Meritor's Losses Grow More Manageable

PHILADELPHIA -- Meritor Savings Bank reported a significantly smaller loss for the second quarter but said nonperforming loans remain a nagging problem.

The latest loss -- $17 million, or 49 cents a share -- compared with a loss of $136.8 million, or $3.90 a share, in the second quarter of 1990.

The 1990 period was marked by Meritor's sale of most of its branches to Mellon Bank Corp., other restructuring costs, and a higher provision for possible credit losses.

Meritor has reduced to $6.4 billion in assets from $12 billion at yearend 1989. It cut its loss for the first six months of this year to $30.4 million, or 87 cents a share, from $166 million, or $4.73 a share, in 1990.

Drop in Net Interest Income

With interest-earning assets down to $5.9 billion in the second quarter from $9 billion a year earlier, net interest income fell to $19.6 million from $22.4 million.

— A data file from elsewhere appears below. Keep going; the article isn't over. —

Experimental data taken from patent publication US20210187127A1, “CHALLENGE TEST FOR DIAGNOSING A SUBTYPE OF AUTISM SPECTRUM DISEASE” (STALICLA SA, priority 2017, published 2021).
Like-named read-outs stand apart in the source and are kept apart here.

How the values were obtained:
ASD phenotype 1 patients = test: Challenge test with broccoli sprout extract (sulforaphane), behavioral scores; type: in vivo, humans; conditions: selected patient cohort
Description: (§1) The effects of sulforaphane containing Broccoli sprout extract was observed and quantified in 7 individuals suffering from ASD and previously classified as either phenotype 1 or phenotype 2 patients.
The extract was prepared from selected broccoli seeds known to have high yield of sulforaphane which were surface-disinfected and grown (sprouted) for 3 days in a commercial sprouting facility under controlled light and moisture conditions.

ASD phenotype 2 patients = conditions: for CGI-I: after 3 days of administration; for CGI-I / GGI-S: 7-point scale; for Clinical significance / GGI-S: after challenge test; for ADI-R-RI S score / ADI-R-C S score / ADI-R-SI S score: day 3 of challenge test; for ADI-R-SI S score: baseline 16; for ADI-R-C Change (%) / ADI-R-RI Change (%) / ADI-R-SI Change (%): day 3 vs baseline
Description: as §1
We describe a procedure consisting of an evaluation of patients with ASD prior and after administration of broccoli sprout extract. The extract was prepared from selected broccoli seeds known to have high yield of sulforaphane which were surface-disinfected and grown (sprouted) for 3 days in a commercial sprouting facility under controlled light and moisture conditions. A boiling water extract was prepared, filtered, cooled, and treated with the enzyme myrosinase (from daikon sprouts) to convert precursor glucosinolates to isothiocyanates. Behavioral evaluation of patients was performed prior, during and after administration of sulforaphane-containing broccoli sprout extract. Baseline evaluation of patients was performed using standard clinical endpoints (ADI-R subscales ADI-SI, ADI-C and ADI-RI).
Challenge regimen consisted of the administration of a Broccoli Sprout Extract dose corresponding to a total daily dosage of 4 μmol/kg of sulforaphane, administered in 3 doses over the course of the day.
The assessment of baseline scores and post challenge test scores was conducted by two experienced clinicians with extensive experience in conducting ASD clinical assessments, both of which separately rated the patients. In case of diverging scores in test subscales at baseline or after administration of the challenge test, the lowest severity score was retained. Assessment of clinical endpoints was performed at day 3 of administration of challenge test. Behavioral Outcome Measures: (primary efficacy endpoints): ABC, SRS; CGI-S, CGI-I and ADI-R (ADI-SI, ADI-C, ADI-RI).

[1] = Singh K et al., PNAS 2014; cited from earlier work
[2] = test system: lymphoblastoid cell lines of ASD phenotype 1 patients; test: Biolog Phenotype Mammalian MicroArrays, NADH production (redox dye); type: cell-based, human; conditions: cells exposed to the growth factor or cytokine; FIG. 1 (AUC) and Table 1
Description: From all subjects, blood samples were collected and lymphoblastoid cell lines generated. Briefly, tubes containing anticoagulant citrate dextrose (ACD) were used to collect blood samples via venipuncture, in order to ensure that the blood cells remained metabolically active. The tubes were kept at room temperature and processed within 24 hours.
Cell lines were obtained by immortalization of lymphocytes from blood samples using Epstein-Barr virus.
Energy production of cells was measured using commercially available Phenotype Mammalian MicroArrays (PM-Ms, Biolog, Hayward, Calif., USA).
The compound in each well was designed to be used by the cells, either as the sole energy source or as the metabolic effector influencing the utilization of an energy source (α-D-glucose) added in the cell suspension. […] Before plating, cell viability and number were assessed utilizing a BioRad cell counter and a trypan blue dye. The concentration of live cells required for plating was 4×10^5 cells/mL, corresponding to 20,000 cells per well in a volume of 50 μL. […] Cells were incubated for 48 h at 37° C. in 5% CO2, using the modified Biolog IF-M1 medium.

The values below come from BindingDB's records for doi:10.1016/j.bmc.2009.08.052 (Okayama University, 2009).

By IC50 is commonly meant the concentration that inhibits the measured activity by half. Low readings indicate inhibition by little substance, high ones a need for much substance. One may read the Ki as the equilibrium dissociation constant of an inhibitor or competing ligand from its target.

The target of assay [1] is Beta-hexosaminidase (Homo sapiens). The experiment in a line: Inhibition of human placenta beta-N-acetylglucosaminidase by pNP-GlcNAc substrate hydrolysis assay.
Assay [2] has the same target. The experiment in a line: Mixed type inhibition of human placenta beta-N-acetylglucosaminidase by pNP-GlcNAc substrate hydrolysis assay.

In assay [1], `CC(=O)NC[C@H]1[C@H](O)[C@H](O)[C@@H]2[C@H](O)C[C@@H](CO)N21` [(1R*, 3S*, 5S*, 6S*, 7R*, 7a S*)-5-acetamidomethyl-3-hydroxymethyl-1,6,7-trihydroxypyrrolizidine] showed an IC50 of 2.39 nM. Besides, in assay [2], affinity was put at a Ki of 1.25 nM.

Noninterest expense declined to $31.2 million in the second quarter from $43.6 million, as a result of the sale of operations and other restructuring moves. Meritor is left with 29 banking offices. The loss provision, $11 million in the latest period, compared with $5.4 million in the first quarter of 1991 and $42.5 million in the second quarter of 1990.

Nonperforming assets on June 30 -- nonaccruing loans, renegotiated loans, and foreclosed real estate -- amounted to $396 million, virtually unchanged from $399 million on March 31 and up from $359 million at midyear 1990. After the second quarter, $57 million in loans to real estate partnerships were moved to nonaccrual.

"The high level of nonperforming assets continues to be a serious drain on earnings," said Meritor chairman Roger S. Hillas. He said weaknesses in the economy, particularly in real estate, "continue to put pressure on our loan portfolio. This has contributed to higher-than-expected levels of nonperforming assets."

Meritor has commenced a tender offer for its outstanding 12% subordinated capital notes, following a previous program that expired in March. Its common stock was down 6.25 cents Wednesday afternoon to 87.5 cents a share.

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